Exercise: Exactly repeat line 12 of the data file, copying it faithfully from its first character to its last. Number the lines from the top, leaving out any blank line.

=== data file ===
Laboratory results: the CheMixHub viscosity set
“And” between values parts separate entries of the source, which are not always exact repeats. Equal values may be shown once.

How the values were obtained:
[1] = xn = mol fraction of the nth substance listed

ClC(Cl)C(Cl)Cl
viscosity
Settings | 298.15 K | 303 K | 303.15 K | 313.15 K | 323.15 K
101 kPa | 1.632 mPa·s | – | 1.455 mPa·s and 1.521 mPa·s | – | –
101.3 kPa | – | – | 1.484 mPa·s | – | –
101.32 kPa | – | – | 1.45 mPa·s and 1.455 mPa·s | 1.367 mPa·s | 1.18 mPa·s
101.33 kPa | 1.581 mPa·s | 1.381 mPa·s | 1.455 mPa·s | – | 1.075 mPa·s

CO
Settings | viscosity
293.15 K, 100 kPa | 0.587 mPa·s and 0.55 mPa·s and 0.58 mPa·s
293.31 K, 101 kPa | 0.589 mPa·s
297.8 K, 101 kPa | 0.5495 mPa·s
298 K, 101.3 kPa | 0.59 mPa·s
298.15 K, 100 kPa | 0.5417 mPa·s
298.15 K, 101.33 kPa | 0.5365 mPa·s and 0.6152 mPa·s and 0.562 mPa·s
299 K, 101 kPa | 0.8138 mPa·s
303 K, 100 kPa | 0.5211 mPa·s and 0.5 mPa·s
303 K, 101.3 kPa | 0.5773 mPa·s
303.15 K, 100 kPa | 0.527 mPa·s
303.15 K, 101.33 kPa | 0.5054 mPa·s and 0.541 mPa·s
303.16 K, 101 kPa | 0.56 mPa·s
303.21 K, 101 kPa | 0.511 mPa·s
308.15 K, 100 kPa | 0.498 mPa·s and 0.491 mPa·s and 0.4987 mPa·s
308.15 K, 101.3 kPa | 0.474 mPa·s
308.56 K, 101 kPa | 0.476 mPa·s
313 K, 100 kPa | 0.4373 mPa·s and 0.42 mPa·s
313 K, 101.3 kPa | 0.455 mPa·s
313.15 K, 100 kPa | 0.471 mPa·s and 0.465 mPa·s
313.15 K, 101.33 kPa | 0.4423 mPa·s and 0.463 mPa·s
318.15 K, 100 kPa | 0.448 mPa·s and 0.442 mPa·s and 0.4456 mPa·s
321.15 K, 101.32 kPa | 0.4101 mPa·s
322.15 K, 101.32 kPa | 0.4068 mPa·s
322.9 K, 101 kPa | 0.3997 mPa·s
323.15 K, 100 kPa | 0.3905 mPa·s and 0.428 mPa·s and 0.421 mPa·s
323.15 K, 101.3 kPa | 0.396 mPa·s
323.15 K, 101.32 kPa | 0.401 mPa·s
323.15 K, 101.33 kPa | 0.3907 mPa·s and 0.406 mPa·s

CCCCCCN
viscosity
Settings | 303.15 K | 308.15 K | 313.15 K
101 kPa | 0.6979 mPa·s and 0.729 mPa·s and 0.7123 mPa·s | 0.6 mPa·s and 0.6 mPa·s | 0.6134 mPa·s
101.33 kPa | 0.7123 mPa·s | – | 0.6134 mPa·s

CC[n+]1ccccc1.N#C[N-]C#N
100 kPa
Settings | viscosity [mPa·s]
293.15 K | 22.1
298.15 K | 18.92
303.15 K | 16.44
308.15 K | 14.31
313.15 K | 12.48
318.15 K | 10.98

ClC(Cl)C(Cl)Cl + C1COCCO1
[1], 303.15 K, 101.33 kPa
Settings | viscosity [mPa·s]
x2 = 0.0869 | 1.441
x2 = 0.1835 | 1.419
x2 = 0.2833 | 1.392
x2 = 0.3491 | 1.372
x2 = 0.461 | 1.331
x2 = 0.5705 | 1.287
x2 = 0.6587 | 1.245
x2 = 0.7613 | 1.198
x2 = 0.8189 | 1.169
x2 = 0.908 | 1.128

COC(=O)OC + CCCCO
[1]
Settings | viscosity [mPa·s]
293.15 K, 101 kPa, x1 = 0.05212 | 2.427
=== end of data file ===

CO